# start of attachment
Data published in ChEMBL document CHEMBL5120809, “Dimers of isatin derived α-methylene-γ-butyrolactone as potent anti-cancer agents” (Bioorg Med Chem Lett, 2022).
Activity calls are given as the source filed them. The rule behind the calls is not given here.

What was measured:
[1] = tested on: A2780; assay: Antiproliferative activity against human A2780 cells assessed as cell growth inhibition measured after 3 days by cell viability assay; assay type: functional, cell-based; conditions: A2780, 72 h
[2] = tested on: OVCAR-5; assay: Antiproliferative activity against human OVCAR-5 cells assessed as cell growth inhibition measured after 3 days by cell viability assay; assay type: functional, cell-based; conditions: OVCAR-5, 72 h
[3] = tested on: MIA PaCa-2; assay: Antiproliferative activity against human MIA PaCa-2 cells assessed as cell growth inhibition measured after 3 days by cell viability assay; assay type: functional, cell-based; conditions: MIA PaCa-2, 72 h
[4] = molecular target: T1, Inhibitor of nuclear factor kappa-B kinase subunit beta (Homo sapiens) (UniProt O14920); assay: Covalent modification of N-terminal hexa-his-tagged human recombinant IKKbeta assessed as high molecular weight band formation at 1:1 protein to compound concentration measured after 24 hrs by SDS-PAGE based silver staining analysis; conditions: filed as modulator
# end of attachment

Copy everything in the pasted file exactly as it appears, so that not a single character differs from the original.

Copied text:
Data published in ChEMBL document CHEMBL5120809, “Dimers of isatin derived α-methylene-γ-butyrolactone as potent anti-cancer agents” (Bioorg Med Chem Lett, 2022).
Activity calls are given as the source filed them. The rule behind the calls is not given here.

What was measured:
[1] = tested on: A2780; assay: Antiproliferative activity against human A2780 cells assessed as cell growth inhibition measured after 3 days by cell viability assay; assay type: functional, cell-based; conditions: A2780, 72 h
[2] = tested on: OVCAR-5; assay: Antiproliferative activity against human OVCAR-5 cells assessed as cell growth inhibition measured after 3 days by cell viability assay; assay type: functional, cell-based; conditions: OVCAR-5, 72 h
[3] = tested on: MIA PaCa-2; assay: Antiproliferative activity against human MIA PaCa-2 cells assessed as cell growth inhibition measured after 3 days by cell viability assay; assay type: functional, cell-based; conditions: MIA PaCa-2, 72 h
[4] = molecular target: T1, Inhibitor of nuclear factor kappa-B kinase subunit beta (Homo sapiens) (UniProt O14920); assay: Covalent modification of N-terminal hexa-his-tagged human recombinant IKKbeta assessed as high molecular weight band formation at 1:1 protein to compound concentration measured after 24 hrs by SDS-PAGE based silver staining analysis; conditions: filed as modulator